15 NOVEMBER 1935, Page 6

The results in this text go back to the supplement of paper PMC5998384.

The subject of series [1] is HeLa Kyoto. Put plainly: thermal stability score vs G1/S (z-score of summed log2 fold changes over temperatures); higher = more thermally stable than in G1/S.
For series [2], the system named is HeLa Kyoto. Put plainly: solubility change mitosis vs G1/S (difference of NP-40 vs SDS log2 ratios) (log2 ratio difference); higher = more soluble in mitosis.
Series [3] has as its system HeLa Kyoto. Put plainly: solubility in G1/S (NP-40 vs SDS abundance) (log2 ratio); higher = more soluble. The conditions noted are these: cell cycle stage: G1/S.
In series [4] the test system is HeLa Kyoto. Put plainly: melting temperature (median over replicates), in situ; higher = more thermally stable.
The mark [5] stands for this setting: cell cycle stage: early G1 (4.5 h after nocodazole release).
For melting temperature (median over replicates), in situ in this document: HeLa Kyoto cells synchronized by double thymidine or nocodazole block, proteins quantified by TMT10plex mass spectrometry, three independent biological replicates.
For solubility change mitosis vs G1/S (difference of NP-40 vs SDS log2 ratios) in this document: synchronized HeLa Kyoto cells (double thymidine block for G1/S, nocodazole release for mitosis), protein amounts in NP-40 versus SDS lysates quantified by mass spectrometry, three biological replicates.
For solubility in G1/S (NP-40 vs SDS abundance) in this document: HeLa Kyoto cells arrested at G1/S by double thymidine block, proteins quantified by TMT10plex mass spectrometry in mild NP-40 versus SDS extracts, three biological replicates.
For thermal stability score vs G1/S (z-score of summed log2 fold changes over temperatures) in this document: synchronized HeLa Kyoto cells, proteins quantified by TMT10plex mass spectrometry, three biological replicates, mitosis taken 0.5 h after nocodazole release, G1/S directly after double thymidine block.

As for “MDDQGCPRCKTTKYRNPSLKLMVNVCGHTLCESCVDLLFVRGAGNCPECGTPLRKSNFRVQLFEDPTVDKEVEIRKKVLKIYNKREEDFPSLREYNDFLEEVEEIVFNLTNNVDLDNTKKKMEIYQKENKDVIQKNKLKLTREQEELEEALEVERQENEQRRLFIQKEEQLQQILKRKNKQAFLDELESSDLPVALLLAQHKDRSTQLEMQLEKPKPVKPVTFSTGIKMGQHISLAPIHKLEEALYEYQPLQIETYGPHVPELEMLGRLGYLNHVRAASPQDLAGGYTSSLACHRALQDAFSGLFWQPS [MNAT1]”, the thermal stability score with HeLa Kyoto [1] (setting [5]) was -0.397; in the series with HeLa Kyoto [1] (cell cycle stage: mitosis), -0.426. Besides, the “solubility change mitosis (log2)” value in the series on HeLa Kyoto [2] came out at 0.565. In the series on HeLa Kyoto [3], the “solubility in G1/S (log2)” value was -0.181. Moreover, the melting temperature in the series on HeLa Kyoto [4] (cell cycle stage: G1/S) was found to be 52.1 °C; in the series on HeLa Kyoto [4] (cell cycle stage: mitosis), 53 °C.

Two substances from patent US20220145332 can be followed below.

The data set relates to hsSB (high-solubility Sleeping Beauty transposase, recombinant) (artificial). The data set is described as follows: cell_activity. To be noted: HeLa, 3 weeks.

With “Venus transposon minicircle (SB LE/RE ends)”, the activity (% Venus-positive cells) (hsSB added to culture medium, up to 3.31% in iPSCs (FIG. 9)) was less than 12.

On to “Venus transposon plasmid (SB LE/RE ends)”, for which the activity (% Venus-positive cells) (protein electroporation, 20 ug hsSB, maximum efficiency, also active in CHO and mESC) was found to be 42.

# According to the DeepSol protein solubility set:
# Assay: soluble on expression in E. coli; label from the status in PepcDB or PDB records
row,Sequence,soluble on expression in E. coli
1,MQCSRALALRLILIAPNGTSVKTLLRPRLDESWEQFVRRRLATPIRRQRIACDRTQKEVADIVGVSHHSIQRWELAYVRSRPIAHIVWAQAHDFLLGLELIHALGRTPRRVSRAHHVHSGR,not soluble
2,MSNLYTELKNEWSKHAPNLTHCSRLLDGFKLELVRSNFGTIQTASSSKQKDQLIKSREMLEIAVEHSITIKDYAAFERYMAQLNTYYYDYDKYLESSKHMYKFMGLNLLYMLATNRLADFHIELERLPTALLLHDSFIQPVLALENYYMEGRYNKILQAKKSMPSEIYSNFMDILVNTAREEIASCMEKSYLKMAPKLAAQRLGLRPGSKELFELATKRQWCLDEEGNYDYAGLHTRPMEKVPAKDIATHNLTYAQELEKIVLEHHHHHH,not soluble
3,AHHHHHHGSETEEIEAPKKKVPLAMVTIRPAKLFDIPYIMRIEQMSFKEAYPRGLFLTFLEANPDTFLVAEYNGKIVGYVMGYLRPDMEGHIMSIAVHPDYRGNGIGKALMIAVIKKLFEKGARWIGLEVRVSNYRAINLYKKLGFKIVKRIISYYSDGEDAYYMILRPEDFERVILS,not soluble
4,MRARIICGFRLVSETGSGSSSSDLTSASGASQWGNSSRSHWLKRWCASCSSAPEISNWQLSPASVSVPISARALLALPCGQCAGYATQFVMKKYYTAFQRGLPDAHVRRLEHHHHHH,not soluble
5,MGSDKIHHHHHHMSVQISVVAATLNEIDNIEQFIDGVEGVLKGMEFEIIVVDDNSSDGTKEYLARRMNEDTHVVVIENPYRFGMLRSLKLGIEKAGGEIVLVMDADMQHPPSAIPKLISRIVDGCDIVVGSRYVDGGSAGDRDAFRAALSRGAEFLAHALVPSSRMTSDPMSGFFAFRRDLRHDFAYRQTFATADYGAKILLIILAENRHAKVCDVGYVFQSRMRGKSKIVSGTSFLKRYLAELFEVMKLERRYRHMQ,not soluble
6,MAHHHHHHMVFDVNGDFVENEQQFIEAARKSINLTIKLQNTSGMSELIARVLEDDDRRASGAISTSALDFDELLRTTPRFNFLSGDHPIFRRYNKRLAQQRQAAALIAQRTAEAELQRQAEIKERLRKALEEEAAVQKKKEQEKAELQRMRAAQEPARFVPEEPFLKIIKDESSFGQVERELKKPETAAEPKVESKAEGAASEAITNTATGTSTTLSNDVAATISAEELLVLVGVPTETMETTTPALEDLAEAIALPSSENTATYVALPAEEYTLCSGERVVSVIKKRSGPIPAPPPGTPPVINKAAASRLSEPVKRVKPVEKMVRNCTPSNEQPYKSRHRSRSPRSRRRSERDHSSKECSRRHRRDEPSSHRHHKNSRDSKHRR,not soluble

y NOTICE that at the Lord Mayor's Banquet on Saturday I the Italian Ambassador was among the honoured guests, and it was mentioned in one report that he was given a particularly cordial reception. From one point of view I am not surprised at that. I knew Signor Grandi long before he came to England, and there is no foreign diplo- matist in London folk whom in his personal capacity I feel greater respect or warmer regard. He is a man not merely of great but of exceptional charm. But Signor Grandi was not at the Guildhall in his personal capacity. He was there as the accredited representative of a country which the British Government and fifty other States have had reluctantly to convict of treaty-breaking and un- lawful aggression and on which they have imposed drastic economic sanctions. It is quite true that the League States have not withdrawn their representations from Rome, though it had always been assumed that this would be the first step to be taken in applying Article XVI, and the Italian Ambassador in London therefore carries on his official duties as a matter of course. But the pro- priety of entertaining him as a guest of distinction at public functions is in the present circumstances open to serious question. The tendency to maintain " relations as usual," except for sanctions, inevitably provokes the impression of a lack of seriousness in the country's attitude. Less onerous but more visible sanctions than the exclusion of gorgonzola and macaroni have a necessary place in the scheme of things. * *